Me: If you mean, mate, that Madrid had multiple shots on target and scored four of them including two deflections and Juventus had one half-chance and scored, then I agree mate.
League Two Guy: So true.
League Two Guy: Wow, not even to bring Bale on in Cardiff is a message if ever there was one
Me: There’s Bale just there. Number 11, mate. They’ve already brought him on.
League Two Guy: Or Modric then.
Me: Um... no, there’s Modric too, mate. Modric is the one that looks really like Modric.
Championship Guy: What would you rather do, win this and score the winning goal or win the World Cup?
Everybody (in chorus): Win the World Cup.
We looked around and I was the first to realise something important.
Me: Yeah, but we’re all English, mate.
Now that’s what I call punditry, mate.
What is remarkable about Ronaldo has been his ability to reinvent his game to stay at the top. What is remarkable about Zidane has been his ability to massage Ronaldo’s ego in such a way that he finds that acceptable.
A lot of managers go to Real Madrid and think they have to be bigger than the club. Jose Mourinho, who wouldn’t be in football if Google Translate had been invented earlier, would never have had the humility to do that. A mark of Zidane’s greatness is the humility he has brought to the task.
Ronaldo can’t take players on as he used to at Manchester United and he isn’t as quick as he once was. He does have a range of finishing that perhaps only Messi can match. Left foot, right foot, heading. From every angle and with every type of technique.
His second goal — a very fiddly half volley reversed into the far corner of the net — was just sublime in every sense of the world. One of those goals where the co-commentator says: “If Ronaldo had scored that goal we’d be saying what an incredible finish it was.”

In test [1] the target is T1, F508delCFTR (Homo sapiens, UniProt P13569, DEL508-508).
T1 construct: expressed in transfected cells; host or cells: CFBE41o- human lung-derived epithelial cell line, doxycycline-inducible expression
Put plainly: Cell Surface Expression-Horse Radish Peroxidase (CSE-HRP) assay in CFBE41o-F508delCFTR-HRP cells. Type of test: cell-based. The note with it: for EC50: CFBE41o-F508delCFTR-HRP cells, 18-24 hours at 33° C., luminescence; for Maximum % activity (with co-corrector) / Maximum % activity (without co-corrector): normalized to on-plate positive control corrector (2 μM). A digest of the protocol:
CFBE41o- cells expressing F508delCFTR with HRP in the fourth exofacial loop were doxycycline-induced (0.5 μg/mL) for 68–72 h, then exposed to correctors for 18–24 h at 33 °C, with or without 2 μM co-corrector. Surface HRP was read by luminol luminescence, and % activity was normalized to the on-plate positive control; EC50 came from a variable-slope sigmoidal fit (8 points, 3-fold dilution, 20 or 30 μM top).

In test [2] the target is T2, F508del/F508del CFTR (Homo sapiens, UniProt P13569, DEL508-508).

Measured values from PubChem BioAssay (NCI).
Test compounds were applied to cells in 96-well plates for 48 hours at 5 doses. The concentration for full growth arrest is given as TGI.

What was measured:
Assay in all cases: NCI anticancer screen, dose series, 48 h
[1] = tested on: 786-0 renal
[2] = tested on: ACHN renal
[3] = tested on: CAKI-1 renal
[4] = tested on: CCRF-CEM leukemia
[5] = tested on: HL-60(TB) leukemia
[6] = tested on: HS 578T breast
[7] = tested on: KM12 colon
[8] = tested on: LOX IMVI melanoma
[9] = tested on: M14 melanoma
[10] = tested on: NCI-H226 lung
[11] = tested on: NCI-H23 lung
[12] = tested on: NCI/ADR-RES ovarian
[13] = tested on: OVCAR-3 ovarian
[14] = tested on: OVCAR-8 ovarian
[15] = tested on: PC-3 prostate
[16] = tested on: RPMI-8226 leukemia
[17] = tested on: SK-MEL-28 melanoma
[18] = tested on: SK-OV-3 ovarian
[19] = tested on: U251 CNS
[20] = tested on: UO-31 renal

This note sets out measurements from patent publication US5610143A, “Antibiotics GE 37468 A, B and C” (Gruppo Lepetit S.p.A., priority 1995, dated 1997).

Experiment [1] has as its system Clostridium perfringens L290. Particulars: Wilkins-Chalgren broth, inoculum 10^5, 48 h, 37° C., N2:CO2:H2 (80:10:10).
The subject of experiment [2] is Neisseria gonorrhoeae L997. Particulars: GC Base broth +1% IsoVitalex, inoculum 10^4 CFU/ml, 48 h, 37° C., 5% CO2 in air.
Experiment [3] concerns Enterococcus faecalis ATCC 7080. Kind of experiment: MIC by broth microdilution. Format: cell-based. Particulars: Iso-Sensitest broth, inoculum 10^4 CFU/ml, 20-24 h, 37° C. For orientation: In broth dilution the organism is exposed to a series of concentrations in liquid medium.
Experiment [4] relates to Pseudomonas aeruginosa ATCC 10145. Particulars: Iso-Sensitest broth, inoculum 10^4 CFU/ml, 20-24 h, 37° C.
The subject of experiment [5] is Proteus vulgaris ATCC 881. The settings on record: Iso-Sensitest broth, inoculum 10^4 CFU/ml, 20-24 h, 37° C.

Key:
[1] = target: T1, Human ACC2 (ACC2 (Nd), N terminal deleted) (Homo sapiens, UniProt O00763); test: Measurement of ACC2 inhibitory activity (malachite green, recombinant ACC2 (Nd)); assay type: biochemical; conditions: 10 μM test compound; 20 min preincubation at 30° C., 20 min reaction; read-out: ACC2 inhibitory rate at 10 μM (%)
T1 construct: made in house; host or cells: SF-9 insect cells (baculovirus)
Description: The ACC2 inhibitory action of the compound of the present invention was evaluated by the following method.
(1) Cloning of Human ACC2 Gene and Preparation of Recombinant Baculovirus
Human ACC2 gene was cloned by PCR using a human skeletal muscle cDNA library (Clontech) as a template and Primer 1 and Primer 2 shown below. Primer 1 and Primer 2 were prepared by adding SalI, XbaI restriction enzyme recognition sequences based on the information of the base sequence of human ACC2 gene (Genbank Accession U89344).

Well Ronaldo did score that goal and it was an incredible finish. And he made it look routine.
Through the latter stages of the Champions League, his contribution has been incredible. And it is a mark of some of the clowns who follow big name clubs that a section of the Real following persist in whistling him because he doesn’t do the circus tricks and stepovers any more (It’s also a mark of Ronaldo that he lets the clowns bother him).
Madrid deserved it. So strong offensively, they work as a team when defending. That defines most winning teams. Juventus could win Serie A at a canter conceding just 26 goals along the way but when it comes to the very best they have now been also-rans on two occasions. Serie A’s lack of top class opposition on continues to undo Juve on the biggest stage of all.
As for Little England? In the second half a phone rang. The League One player in the company answered it, because it was his phone. It was a League One manager from another club.
The player is out of contract. The manager as dangling a contract. Better club and closer to home.
My League One friend reminded the League One manager that the Champions League final was on.
“Oh is it?”
A few minutes later the following conversation.
“Dani Alves is ‘gone’.”
“Yeah. He’s cattle trucked. All washed up.”
“Isn’t he meant to be going to Chelsea next year?”
Everybody nodded sadly. Dani Alves going to the plush care home that is the Premier League. Zidane winning with quiet humility.
The Champions League final was in Cardiff but it seemed a million miles away from England and its football.